Tuesday, October 03, 2006

The beginning of the end...?

I had a sneaking suspicion last week that something exciting was about to happen. My pre-grocery-trip inventory revealed something unusual. My supply of diapers and pull-ups was virtually untouched from the week before. Could it be happening? After thirteen straight years with someone in diapers around here, could the end be near?

Hmm. I stopped to think of how old Little One really is. Two years and nine months. Early for our family, but you never know. Still squatting occasionally behind the recliner, but honestly, it had been a couple of weeks now since she actually didn't make it to the potty for the grand finale.

I took the two preschoolers to the store with me and let Little One pick out panties with the cash I would have spent on diapers. I bought some stickers to make her a chart. Ready for the final stage of Get Real Potty Training.

When we got home, I caved. How could I deny Princess panties to the child who was potty training herself, before my very eyes, and without my help (usually I save them for the Big Reward)?

I let her try them on. Practice pulling them up and down. Do a little prancing. Within moments she said, "I don't want to tinkle on Thnow White!"

I keep meaning to make her a chart, but I think for the first time in Raising Five history, I'm not going to need it. Last night I actually took her out of the house for three hours in Big Girl Panties. Two trips to public restrooms, but she made it (remind me to buy more Germ-X, will ya?).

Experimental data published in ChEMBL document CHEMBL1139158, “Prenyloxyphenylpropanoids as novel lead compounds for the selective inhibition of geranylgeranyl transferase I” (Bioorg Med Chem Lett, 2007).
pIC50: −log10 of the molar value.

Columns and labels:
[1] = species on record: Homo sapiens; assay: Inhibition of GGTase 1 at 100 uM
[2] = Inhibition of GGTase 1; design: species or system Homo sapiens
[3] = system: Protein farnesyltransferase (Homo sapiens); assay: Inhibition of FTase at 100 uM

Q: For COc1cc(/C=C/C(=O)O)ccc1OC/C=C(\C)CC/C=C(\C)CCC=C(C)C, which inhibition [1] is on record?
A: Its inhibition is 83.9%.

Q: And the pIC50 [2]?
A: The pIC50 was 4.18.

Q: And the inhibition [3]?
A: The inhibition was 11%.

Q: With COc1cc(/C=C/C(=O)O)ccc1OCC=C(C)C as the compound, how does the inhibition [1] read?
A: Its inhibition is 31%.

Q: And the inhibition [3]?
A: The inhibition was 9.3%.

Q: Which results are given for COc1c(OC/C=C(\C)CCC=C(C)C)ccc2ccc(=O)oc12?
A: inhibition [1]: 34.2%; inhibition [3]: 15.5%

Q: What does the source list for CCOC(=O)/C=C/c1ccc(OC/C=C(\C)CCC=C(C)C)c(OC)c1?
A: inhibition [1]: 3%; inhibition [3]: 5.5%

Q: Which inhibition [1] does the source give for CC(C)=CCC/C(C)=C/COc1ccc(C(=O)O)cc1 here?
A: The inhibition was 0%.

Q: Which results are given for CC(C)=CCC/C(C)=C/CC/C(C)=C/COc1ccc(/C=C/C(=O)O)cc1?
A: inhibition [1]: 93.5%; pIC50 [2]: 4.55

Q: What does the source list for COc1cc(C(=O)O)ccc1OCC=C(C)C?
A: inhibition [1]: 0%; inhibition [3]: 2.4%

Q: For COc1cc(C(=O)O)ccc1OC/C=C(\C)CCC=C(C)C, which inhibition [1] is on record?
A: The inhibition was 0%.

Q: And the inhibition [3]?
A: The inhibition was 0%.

I thought I'd be so happy - and I am - but it's amazing how fickle emotions can be. Almost more than this milestone, which is the beginning of something new, this step is also the end of something. It's the end of that part of my job as a mother - the hardest but the sweetest, for me, and the part that has defined my existence for so long - babyhood.

Ever since I found out the title of this poem it's meant so much more to me. I've said it a thousand times to my fifth child.

Song for a Fifth Child

Mother, oh Mother, come shake out your cloth
empty the dustpan, poison the moth,
hang out the washing and butter the bread,
sew on a button and make up a bed.
Where is the mother whose house is so shocking?
She's up in the nursery, blissfully rocking.

Oh, I've grown shiftless as Little Boy Blue
(lullaby, rockaby, lullaby loo).
Dishes are waiting and bills are past due
(pat-a-cake, darling, and peek, peekaboo).
The shopping's not done and there's nothing for stew
and out in the yard there's a hullabaloo
but I'm playing Kanga and this is my Roo.
Look! Aren't her eyes the most wonderful hue?
(lullaby, rockaby, lullaby loo).

The cleaning and scrubbing will wait till tomorrow,
for children grow up, as I've learned to my sorrow.
So quiet down, cobwebs. Dust go to sleep.
I'm rocking my baby and babies don't keep.

by Ruth Hulburt Hamilton


voni said...

I know!!! I wanted to throw a PARTY after our last was potty trained. I was a sad that she was my last baby and was hitting huge milestones fast. I remember thinking when I had two in diapers. "I will always be changing diapers" I miss my little baby but am very thankful for small blessings like NO MORE DIAPER.

Susanne said...

Yup that poem makes me cry everytime! It is mixed emotions that come at that time in Mommy's life, isn't it?!

Sandy said...

My 5th was the easiest too... don't know why that was, other than that he has always been determined to not be left out of whatever his older siblings were all doing. What a relief and a blessing (especially after the ordeal of training child #4!)